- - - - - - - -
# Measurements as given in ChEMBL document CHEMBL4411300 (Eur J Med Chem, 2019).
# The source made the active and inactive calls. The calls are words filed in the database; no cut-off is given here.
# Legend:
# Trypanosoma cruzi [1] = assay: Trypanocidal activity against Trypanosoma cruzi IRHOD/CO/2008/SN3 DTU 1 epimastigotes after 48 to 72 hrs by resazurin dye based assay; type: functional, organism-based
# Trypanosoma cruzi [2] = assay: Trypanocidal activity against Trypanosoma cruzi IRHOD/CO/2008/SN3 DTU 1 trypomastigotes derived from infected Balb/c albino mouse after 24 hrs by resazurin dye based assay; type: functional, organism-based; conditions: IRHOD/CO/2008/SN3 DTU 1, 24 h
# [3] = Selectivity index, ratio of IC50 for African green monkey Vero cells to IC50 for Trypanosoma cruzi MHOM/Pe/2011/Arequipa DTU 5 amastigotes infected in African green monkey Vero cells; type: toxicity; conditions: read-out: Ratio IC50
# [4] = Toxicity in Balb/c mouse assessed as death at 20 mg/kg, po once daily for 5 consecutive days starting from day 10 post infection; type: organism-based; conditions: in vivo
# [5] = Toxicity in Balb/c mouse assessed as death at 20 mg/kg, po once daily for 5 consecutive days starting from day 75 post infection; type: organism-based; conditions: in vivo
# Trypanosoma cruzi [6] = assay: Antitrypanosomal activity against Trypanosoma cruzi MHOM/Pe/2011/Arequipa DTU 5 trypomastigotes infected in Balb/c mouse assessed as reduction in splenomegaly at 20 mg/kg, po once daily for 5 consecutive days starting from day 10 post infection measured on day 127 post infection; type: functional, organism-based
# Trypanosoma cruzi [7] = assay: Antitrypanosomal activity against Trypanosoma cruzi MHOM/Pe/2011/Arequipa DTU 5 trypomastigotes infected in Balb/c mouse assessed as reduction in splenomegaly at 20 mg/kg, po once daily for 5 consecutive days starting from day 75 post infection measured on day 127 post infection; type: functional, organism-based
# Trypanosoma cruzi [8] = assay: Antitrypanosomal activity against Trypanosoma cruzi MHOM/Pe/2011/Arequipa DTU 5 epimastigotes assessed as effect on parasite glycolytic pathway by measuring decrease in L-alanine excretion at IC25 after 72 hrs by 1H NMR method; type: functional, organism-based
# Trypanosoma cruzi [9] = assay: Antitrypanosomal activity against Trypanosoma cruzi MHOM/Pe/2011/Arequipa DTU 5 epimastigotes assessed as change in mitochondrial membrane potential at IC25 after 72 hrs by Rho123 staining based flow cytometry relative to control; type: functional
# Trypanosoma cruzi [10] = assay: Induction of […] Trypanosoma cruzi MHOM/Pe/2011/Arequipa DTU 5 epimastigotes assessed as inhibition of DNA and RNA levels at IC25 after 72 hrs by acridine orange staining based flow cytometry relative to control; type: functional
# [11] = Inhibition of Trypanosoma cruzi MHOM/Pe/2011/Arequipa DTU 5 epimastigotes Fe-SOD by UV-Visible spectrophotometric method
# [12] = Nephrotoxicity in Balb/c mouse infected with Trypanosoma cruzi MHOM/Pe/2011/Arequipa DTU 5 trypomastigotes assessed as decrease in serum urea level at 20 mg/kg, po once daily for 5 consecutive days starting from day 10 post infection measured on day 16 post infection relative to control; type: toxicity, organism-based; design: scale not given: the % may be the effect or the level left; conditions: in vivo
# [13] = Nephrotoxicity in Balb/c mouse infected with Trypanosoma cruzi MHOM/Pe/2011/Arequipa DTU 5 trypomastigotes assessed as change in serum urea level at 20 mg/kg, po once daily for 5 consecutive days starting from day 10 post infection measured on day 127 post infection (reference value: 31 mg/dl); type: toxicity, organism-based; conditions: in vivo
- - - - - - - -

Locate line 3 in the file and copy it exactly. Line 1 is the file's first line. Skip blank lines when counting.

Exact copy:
# Legend: